Trying to fix errors and debug problems with my application that is split over several containers, I frequently edit files in containers:

  • either I am totally lazy and install nano and edit directly in container or

  • I docker cp the file out of the container, edit it, copy it back and restart the container

Those are intermediate steps before coming to new content for container build, which takes a lot longer than doing the above (which of course is only intermediate/fiddling around).

Now I frequently break the starting program of the container, which in the breaking cases is either a node script or a python webserver script, both typically fail from syntax errors.

Is there any way to save those containers? Since they do not start, I cannot docker exec into them, and thus they are lost to me. I then go the rm/rmi/build/run route after fixing the offending file in the build input.

How can I either edit files in a stopped container, or cp them in or start a shell in a stopped container - anything that allows me to fix this container?

(It seems a bit like working on a remote computer and breaking the networking configuration - connection is lost "forever" this way and one has to use a fallback, if that exists.)

How to edit Docker container files from the host? looks relevant but is outdated.

  • This one also might be a workaround stackoverflow.com/a/32353134/586754 - hoping for a better solution yet. – Andreas Reiff Sep 24 '15 at 9:52
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    maybe you should consider mounting a volume so you can edit files on your host instead of inside the container. Once happy with your code, you are free to docker cp the files to the container (or build a new image) – Thomasleveil Sep 24 '15 at 22:31
  • Yes, this would be a little late though if I have not set things up like this from the beginning. This does not work for recovery, I think. – Andreas Reiff Sep 28 '15 at 16:56
  • Many readers will only want to view files rather than edit them. In these cases you can use the docker commit command to break a new image. name=$(docker commit); docker run -it $name /bin/sh will do what you want. – Att Righ Mar 6 '17 at 16:04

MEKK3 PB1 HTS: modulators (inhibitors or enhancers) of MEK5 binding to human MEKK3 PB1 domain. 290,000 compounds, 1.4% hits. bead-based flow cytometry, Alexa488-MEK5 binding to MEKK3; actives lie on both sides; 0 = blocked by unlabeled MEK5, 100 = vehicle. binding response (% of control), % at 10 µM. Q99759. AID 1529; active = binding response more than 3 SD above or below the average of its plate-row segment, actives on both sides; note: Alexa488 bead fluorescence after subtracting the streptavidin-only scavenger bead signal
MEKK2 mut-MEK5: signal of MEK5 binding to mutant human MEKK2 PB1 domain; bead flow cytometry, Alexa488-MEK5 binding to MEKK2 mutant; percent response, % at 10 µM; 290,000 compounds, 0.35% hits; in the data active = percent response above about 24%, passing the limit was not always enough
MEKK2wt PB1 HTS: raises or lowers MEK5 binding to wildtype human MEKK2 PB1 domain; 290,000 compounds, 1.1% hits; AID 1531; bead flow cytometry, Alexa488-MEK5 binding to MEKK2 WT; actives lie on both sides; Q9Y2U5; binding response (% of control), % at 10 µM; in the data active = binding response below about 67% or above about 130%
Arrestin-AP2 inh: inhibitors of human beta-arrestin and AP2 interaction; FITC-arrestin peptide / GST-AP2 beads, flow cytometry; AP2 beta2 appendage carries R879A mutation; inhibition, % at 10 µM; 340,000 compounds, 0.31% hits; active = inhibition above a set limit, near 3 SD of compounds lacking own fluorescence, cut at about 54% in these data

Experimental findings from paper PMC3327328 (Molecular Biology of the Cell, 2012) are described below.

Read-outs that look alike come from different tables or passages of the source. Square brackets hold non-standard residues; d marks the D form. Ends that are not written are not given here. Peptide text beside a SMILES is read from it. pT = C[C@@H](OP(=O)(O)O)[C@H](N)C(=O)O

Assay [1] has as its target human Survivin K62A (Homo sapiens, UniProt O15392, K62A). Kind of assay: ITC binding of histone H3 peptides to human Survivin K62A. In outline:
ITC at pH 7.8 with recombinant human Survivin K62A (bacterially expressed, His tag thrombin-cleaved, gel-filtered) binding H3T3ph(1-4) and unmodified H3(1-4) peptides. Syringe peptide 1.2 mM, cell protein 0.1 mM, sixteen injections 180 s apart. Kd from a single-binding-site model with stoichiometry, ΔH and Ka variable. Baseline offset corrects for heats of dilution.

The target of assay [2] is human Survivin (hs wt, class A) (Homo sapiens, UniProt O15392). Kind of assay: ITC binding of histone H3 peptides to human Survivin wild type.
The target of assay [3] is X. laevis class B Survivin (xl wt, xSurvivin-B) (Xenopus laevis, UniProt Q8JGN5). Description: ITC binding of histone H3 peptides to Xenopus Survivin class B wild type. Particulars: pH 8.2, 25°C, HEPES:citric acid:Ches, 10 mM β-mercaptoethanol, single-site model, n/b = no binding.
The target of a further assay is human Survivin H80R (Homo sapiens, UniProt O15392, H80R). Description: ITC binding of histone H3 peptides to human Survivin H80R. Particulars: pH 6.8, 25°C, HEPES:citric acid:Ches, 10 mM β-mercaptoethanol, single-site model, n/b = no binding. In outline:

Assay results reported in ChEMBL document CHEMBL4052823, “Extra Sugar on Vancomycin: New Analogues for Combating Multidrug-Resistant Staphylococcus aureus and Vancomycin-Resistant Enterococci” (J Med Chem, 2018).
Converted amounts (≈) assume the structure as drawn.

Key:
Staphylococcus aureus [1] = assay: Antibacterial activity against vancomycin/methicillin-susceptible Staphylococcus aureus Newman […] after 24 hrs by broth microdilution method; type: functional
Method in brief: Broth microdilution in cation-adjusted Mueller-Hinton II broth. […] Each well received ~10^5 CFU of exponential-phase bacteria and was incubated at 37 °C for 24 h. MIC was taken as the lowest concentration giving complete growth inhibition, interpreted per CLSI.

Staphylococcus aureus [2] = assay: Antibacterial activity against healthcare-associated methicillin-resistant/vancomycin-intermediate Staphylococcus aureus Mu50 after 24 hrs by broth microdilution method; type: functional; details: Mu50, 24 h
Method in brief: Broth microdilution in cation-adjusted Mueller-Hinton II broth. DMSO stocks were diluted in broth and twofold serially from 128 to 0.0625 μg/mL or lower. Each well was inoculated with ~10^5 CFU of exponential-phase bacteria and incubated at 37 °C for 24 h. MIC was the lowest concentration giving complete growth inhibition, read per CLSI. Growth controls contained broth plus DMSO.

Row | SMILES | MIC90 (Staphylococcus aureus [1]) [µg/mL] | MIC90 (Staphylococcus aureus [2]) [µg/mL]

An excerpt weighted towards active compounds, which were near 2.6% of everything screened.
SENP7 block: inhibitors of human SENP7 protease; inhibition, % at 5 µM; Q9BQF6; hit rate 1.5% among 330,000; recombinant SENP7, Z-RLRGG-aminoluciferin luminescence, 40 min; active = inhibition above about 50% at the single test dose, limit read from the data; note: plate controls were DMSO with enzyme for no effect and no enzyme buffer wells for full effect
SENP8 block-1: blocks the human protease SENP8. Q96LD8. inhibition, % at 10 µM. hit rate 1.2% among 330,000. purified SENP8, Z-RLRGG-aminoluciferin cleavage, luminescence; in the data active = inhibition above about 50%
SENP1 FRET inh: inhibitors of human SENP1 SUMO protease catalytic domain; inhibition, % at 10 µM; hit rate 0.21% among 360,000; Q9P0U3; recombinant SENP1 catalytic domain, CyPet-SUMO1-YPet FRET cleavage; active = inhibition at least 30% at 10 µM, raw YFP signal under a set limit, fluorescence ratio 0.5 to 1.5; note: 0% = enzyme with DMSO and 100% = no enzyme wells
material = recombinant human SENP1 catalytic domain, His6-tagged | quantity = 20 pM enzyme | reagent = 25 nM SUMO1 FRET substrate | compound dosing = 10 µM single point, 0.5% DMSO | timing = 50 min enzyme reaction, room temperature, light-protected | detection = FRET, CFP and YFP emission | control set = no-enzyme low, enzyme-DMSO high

• so it seems that the file systems of stopped containers are relatively permanents at end ? – Webwoman Sep 13 '18 at 14:25

I had a problem with a container which wouldn't start due to a bad config change I made. I was able to copy the file out of the stopped container and edit it. something like:

docker cp docker_web_1:/etc/apache2/sites-enabled/apache2.conf .

(correct the file)

docker cp apache.conf docker_web_1:/etc/apache2/sites-enabled/apache2.conf
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    This shoudl be the accepted answer. For some reason I didnt think CP worked on stopped containers. Nice! – Proximo Jul 7 '18 at 14:59
  • Perfect. I copied a file from the container (I knew its path) and then edited it, and then copied back to the container to the same location. Worked for me! Thanks! – Nawaz Apr 24 '20 at 10:29
  • Is there a way to remove a file? – kodlan May 24 '20 at 15:44
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    @kodlan Only if it only appears in the UpperDir you get from docker container inspect - you'd have to experiment to see how the overlay system represents files in the underlying structure which have been deleted in the upper layer. – Tim Baverstock Jun 2 '20 at 8:51
  • Thanks, this helped me fix my MySQL container running in docker on macOS. – mazedlx Oct 9 '20 at 7:16

Answering my own question.. still hoping for a better answer from a more knowledgable person!!

There are 2 possibilities.

1) Editing file system on host directly. This is somewhat dangerous and has a chance of completely breaking the container, possibly other data depending on what goes wrong.

2) Changing the startup script to something that never fails like starting a bash, doing the fixes/edits and then changing the startup program again to the desired one (like node or whatever it was before).

More details:

1) Using

docker ps

to find the running containers or

docker ps -a

to find all containers (including stopped ones) and

docker inspect (containername)